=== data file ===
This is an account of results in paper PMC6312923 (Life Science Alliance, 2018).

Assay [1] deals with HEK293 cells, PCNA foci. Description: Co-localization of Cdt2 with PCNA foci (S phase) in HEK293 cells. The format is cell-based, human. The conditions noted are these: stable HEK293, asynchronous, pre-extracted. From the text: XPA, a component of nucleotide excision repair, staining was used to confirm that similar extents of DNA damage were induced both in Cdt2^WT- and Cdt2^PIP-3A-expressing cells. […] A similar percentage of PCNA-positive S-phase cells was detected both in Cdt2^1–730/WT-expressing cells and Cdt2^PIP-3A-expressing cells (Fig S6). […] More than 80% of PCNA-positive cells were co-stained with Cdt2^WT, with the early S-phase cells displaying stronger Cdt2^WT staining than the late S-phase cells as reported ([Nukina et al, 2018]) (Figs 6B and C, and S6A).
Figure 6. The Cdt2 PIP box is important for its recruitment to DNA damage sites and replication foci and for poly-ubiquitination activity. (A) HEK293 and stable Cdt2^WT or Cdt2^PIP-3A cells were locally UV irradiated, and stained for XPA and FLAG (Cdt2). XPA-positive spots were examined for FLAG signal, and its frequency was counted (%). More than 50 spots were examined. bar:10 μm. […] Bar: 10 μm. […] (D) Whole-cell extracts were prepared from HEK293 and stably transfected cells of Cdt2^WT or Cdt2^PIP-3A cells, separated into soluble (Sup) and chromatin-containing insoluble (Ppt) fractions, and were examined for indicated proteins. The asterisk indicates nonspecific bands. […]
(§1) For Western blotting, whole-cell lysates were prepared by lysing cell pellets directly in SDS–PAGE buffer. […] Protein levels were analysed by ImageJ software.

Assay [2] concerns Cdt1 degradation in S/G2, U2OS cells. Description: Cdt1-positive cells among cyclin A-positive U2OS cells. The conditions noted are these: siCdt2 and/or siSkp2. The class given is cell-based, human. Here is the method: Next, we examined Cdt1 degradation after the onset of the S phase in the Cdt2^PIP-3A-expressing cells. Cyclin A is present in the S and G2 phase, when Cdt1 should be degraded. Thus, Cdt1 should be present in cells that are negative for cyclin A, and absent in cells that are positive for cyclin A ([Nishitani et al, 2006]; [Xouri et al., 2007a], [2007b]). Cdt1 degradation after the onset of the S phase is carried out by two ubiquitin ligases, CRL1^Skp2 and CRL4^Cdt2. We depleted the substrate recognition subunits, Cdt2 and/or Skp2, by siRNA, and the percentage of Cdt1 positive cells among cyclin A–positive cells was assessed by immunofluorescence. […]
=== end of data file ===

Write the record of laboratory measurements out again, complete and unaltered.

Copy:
This is an account of results in paper PMC6312923 (Life Science Alliance, 2018).

Assay [1] deals with HEK293 cells, PCNA foci. Description: Co-localization of Cdt2 with PCNA foci (S phase) in HEK293 cells. The format is cell-based, human. The conditions noted are these: stable HEK293, asynchronous, pre-extracted. From the text: XPA, a component of nucleotide excision repair, staining was used to confirm that similar extents of DNA damage were induced both in Cdt2^WT- and Cdt2^PIP-3A-expressing cells. […] A similar percentage of PCNA-positive S-phase cells was detected both in Cdt2^1–730/WT-expressing cells and Cdt2^PIP-3A-expressing cells (Fig S6). […] More than 80% of PCNA-positive cells were co-stained with Cdt2^WT, with the early S-phase cells displaying stronger Cdt2^WT staining than the late S-phase cells as reported ([Nukina et al, 2018]) (Figs 6B and C, and S6A).
Figure 6. The Cdt2 PIP box is important for its recruitment to DNA damage sites and replication foci and for poly-ubiquitination activity. (A) HEK293 and stable Cdt2^WT or Cdt2^PIP-3A cells were locally UV irradiated, and stained for XPA and FLAG (Cdt2). XPA-positive spots were examined for FLAG signal, and its frequency was counted (%). More than 50 spots were examined. bar:10 μm. […] Bar: 10 μm. […] (D) Whole-cell extracts were prepared from HEK293 and stably transfected cells of Cdt2^WT or Cdt2^PIP-3A cells, separated into soluble (Sup) and chromatin-containing insoluble (Ppt) fractions, and were examined for indicated proteins. The asterisk indicates nonspecific bands. […]
(§1) For Western blotting, whole-cell lysates were prepared by lysing cell pellets directly in SDS–PAGE buffer. […] Protein levels were analysed by ImageJ software.

Assay [2] concerns Cdt1 degradation in S/G2, U2OS cells. Description: Cdt1-positive cells among cyclin A-positive U2OS cells. The conditions noted are these: siCdt2 and/or siSkp2. The class given is cell-based, human. Here is the method: Next, we examined Cdt1 degradation after the onset of the S phase in the Cdt2^PIP-3A-expressing cells. Cyclin A is present in the S and G2 phase, when Cdt1 should be degraded. Thus, Cdt1 should be present in cells that are negative for cyclin A, and absent in cells that are positive for cyclin A ([Nishitani et al, 2006]; [Xouri et al., 2007a], [2007b]). Cdt1 degradation after the onset of the S phase is carried out by two ubiquitin ligases, CRL1^Skp2 and CRL4^Cdt2. We depleted the substrate recognition subunits, Cdt2 and/or Skp2, by siRNA, and the percentage of Cdt1 positive cells among cyclin A–positive cells was assessed by immunofluorescence. […]